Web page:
Animal Models for Human Polycystic Ovary Syndrome (PCOS) Focused on the Use of Indirect Hormonal Perturbations: A Review of the Literature - MDPI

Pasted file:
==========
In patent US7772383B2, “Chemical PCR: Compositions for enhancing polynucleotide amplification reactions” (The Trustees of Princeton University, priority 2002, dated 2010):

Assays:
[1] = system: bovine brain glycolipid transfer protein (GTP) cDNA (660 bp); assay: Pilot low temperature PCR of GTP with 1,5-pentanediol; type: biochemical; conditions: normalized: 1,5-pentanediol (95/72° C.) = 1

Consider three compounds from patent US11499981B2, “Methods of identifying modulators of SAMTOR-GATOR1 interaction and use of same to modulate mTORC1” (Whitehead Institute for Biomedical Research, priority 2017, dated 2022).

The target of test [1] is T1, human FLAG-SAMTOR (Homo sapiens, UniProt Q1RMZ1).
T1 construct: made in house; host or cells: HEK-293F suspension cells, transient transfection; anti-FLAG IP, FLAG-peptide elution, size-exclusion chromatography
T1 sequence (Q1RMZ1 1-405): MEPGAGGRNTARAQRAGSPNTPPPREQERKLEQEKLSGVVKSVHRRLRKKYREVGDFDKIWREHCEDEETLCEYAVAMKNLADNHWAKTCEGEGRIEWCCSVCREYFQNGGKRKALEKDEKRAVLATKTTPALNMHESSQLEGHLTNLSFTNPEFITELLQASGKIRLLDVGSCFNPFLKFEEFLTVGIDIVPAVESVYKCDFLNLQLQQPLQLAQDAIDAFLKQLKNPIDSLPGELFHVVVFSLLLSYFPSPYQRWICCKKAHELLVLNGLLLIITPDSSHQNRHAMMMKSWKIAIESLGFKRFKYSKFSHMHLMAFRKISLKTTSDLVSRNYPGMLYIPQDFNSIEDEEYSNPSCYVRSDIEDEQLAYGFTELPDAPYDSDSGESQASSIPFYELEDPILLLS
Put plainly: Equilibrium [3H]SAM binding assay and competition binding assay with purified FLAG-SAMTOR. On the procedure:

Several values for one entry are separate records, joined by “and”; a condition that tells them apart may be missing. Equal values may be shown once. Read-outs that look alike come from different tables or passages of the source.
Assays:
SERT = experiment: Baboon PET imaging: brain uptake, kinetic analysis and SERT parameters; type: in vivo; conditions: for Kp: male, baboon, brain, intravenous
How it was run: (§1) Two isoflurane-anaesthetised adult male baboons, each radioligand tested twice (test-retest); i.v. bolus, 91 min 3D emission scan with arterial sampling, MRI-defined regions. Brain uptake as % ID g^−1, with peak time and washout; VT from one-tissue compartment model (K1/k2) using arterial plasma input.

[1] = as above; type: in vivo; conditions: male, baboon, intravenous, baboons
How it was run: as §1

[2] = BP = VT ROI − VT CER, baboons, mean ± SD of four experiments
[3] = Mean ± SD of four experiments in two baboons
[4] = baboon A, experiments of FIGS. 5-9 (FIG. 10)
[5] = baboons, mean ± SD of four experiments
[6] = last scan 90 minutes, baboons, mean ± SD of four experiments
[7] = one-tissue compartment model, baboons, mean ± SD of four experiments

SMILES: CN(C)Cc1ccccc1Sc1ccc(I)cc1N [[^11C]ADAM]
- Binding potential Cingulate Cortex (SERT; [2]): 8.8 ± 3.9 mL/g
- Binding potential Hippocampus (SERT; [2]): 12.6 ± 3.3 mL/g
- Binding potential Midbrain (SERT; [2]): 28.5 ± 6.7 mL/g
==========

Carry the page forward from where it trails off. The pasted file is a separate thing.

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International Journal of Molecular Sciences Review Animal Models for Human Polycystic Ovary Syndrome (PCOS) Focused on the Use of Indirect Hormonal Perturbations: A Review of the Literature Youngjae Ryu 1 , Sung Woo Kim 2 , Yoon Young Kim 1,2 and Seung-Yup Ku 1,2, * 1 Biomedical Research Institute, Seoul National University Hospital, Seoul 03080, Korea; email@example.com (Y.R.); firstname.lastname@example.org (Y.Y.K.) 2 Department of Obstetrics and Gynecology, College of Medicine, Seoul National University, Seoul 03080, Korea; email@example.com * Correspondence: firstname.lastname@example.org; Tel.: +82-2-2072-4416 Received: 2 April 2019; Accepted: 23 May 2019; Published: 3 June 2019 Abstract: Hormonal disturbances, such as hyperandrogenism, are considered important for developing polycystic ovary syndrome (PCOS) in humans. Accordingly, directly hormone-regulated animal models are widely used for studying PCOS, as they replicate several key PCOS features. However, the pathogenesis and treatment of PCOS are still unclear. In this review, we aimed to investigate animal PCOS models and PCOS-like phenotypes in animal experiments without direct hormonal interventions and determine the underlying mechanisms for a better understanding of PCOS. We summarized animal PCOS models that used indirect hormonal interventions and suggested or discussed pathogenesis of PCOS-like features in animals and PCOS-like phenotypes generated in other animals. We presented integrated physiological insights and shared cellular pathways underlying the pathogenesis of PCOS in reviewed animal models. Our review indicates that the hormonal and metabolic changes could be due to molecular dysregulations, such as upregulated PI3K-Akt and extracellular signal-regulated kinase (ERK) signalling, that potentially cause PCOS-like phenotypes in the animal models. This review will be helpful for considering alternative animal PCOS models to determine the cellular/molecular mechanisms underlying PCOS symptoms. The efforts to determine the specific cellular mechanisms of PCOS will contribute to novel treatments and control methods for this complex syndrome. Keywords: polycystic ovary syndrome; animal models; ovary; pathogenesis 1. Introduction Various animal models have been developed and studied for the human polycystic ovary syndrome (PCOS) for more than 60 years. However, the etiology of PCOS is still unclear because of its complex manifestation as a syndrome and limitations of translational studies using animals. Although a huge gap exists between humans and laboratory animals, which are mainly rodents, with respect to their reproductive physiology (e.g., differences in ovulation number and patterns, released hormone profile, sensitivity to hormones, behavioural styles, and anatomy of the organs), studies using animal models are essential to explore the pathophysiology of PCOS in vivo. According to Rotterdam’s criteria for PCOS diagnosis , the key features of PCOS that should be manifested in the animal models are hyperandrogenism, too many antral follicles and abnormal estrous cycle (amenorrhea or oligomenorrhea in case of non-human primates). The most suitable animal PCOS model would be naturally occurring PCOS-like animals. However, laboratory rodents, unlike humans, do not develop PCOS-like phenotypes naturally, although the persistence of ovarian follicles with a prolonged estrous period has been reported in natural housed rats . To date, natural Int. J. Mol. Sci. 2019, 20, 2720; doi:10.3390/ijms20112720 www.mdpi.com/journal/ijms